I let go of a little more of my past by sending the message.

Because I never wanted to see myself like that again, never want to feel like that again! But by sending the news, I let go of a bit more of my past and, shortly after that, wrote to a guy I had met who I had cancelled several times. I asked him if he would like to go for a walk on Sunday, and he happily agreed. So far, it sounds like a cheesy Hollywood film: she, long without a partner, struggles with her past, lets it go and finally falls in love with a new man. The wedding turned out to be the happiest day of their lives, and they lived happily ever after. Ah, and her ex is, of course, her best man and godfather to her children. Yes, exactly.

Honestly, how do screenwriters come up with stories like this? Why spread these illusions?

The reality then was like this: The boy agreed to me and was looking forward to our meeting, but forgot to mention the little information about his almost girlfriend and child. From La La Land to “In the Middle of Life!”. I love romantic stories, including La La Land, and I don’t completely let go of this desire, but the reality is usually really different. Fortunately, today I can only laugh at a story like that; I can rely on myself when I tell my friends: “Something’s up with him”, and he’s taken. I was finally able to enjoy this great mystery of forgiveness for myself. So maybe a bit of Magic Weekend Vibes after all, even if I’m singing alone in the shower instead of through Los Angeles with Ryan Gosling.

Here are 8 tips for visiting Cologne:

1. Visit the Wallraf Richartz Museum
This art museum houses one of the largest collections of medieval paintings globally, with a particular focus on the Cologne School (i.e. painters from Cologne and surrounding areas between 1300 and 1550). In addition to the medieval collection, the museum includes works from the Gothic, Baroque, Renaissance and Impressionist periods. Notable artists in the collection include Rubens, Rembrandt, Monet, Pissarro, Manet, Cezanne and Van Gogh. The museum also offers a variety of rotating temporary exhibitions. The entrance fee is 8 euros.

2. Celebrate the Winter Carnival
The biggest festival in Cologne is the Winter Carnival held every February. On opening day, crowds lined up to watch a huge parade, followed by endless street food, drinks and parties. When the sun goes down, people head to the bar to keep the momentum going.

3. Visit the Synagogue on Roonstrasse
Known for its Neo-Romanesque style, the synagogue was rebuilt in the 1950s after the Nazis partially burned it at Crystal Night in 1938 (a Catholic priest kept the Torah in the temple). Today, visitors can admire the reconstructed façade, dominated by large circular stained glass windows, round and square turrets, and ornate arched windows. The interior is furnished with a vast blue dome and an exhibition about the history and culture of Cologne’s Jewish community. Visiting is free.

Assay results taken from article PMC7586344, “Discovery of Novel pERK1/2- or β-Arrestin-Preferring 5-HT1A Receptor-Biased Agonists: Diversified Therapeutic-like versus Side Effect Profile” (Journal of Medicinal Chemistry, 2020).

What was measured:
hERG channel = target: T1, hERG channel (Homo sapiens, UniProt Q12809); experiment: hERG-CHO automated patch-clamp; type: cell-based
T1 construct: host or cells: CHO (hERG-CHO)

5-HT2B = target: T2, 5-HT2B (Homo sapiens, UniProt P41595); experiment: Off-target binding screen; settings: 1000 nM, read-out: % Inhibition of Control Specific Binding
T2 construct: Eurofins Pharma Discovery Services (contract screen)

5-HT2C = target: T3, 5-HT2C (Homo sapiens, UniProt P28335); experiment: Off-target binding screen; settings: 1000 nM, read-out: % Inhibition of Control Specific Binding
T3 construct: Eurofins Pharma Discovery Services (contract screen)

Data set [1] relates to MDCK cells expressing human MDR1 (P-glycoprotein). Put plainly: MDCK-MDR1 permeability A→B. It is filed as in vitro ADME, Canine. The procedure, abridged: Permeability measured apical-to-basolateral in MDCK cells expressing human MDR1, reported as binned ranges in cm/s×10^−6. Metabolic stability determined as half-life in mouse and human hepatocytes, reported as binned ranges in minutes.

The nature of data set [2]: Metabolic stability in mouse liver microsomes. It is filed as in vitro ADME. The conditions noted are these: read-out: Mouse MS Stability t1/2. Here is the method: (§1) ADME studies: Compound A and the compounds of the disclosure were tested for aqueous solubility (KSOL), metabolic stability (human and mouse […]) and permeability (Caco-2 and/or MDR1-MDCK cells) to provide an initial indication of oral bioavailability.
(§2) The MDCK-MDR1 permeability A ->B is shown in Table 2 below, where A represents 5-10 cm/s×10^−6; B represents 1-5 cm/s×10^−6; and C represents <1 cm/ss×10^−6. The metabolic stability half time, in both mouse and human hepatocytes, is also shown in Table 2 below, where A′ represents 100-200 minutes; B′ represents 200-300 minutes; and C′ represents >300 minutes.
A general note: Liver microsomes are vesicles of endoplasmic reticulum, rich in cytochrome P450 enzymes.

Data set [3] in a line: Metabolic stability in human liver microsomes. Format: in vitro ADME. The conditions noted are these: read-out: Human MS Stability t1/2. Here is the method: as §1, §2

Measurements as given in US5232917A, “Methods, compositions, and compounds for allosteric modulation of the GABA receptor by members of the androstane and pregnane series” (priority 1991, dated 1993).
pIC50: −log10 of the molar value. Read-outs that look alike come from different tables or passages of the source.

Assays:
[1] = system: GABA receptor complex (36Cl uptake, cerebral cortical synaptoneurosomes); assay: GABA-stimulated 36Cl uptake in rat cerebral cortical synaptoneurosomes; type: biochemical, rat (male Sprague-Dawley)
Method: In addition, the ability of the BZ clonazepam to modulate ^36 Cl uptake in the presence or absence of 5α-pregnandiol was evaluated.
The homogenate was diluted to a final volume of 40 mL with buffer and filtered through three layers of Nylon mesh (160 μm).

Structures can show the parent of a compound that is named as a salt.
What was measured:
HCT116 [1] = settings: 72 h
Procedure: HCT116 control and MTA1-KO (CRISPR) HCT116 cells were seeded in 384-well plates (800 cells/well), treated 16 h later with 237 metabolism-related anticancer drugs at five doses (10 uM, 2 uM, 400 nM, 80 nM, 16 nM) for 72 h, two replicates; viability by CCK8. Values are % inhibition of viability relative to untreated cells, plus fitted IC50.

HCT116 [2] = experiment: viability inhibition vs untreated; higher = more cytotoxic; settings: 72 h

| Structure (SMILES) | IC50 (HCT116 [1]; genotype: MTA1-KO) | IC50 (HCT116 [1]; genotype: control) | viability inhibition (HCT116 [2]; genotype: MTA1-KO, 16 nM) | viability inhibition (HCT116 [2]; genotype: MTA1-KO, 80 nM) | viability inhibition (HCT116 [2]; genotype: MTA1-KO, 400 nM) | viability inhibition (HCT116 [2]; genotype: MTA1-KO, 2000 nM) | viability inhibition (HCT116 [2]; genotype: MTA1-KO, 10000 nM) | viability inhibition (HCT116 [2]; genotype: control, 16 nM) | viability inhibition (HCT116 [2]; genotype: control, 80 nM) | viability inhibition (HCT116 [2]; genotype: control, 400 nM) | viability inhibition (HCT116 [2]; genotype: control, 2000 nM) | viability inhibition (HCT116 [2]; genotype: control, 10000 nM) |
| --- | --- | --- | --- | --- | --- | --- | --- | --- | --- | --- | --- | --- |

4. Visit the Ludwig Museum
This art museum has various exhibitions about German Expressionism, but the main attraction is postmodern art of all kinds – including the world’s most extensive collection of pop art. You can see works by Pablo Picasso, Andy Warhol and Roy Lichtenstein and various temporary exhibitions. If you like modern art, this museum is for you. The entrance fee is 13 euros. Seven euros start at 5 pm on the first Thursday of every month.

5. Visit the Chocolate Museum
Dedicated to the history and manufacture of chocolate, this museum showcases everything from how the Aztecs made chocolate to modern cocoa farming. There is a chocolate fountain for you to taste at the end of the tour and a well-stocked chocolate shop. Admission is 12.50 euros on weekdays and 13.50 euros on weekends. Extend your visit with cakes and other chocolaty treats at the Chocolate Grand Café overlooking the Rhine.

6. Explore the botanical gardens
Located on the left bank of the Rhine, these gardens are perfectly landscaped and are home to more than 10,000 species of plants, including orchids, cocoa plants, and succulents. Established in the 19th century, the Cologne Botanical Gardens are the oldest public park in the city. There are a variety of gardens here, including Mediterranean, English, and alpine gardens, along with four different greenhouses. It’s free to visit.

7. Go to Phantasialand
What began as a puppet theatre in 1967 has become a full-blown amusement park on the outskirts of Cologne. Visitors of all ages flock here to ride the rollercoasters along the shores of Lake Mondsee. There’s also an area for dining, drinking, shopping, and live music. Tickets range from 34.50-54.50 EUR depending on the season and day of the week.

8. Walk the Rheinboulevard
This riverside walkway is located across the river from Cologne’s historic centre in a new and modern part of town. Stroll along the river taking in the views of both the current and landmark skylines, or pop into one of the many restaurants, cafes, and galleries. Ascend the iconic KölnTriangle building for panoramic views over the entire city from the building’s observation deck (admission is 5 EUR).

9. Learn about Nazi-era Cologne at the NS Documentation Centre (NSDOK)
This centre is part memorial, part museum, and part research centre. Housed in the former headquarters of the Cologne Gestapo (secret state police), the museum features exhibitions on everyday life under the Nazis, resistance efforts, and information about the post-war reconstruction. Visitors can even descend into the basement to see the cells where prisoners were held. There are also over 1,800 drawings and inscriptions that they scratched into the walls. Admission is 4.50 EUR.